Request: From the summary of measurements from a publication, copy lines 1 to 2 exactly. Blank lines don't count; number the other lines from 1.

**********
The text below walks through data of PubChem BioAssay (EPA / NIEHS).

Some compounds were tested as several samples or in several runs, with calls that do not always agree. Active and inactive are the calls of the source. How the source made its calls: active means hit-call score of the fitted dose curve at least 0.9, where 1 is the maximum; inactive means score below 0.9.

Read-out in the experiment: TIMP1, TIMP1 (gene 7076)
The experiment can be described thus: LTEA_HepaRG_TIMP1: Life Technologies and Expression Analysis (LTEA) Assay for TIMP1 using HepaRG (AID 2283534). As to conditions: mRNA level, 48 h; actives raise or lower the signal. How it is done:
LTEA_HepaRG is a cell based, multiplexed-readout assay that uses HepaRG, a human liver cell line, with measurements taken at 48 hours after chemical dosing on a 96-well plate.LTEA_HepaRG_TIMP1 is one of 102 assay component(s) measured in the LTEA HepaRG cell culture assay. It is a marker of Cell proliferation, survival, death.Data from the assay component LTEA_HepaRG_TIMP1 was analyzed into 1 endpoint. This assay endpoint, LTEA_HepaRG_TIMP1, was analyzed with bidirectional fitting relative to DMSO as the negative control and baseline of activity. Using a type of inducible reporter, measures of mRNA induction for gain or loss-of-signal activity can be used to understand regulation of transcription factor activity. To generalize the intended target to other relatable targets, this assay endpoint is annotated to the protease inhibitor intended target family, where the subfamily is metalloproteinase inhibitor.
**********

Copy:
The text below walks through data of PubChem BioAssay (EPA / NIEHS).

Some compounds were tested as several samples or in several runs, with calls that do not always agree. Active and inactive are the calls of the source. How the source made its calls: active means hit-call score of the fitted dose curve at least 0.9, where 1 is the maximum; inactive means score below 0.9.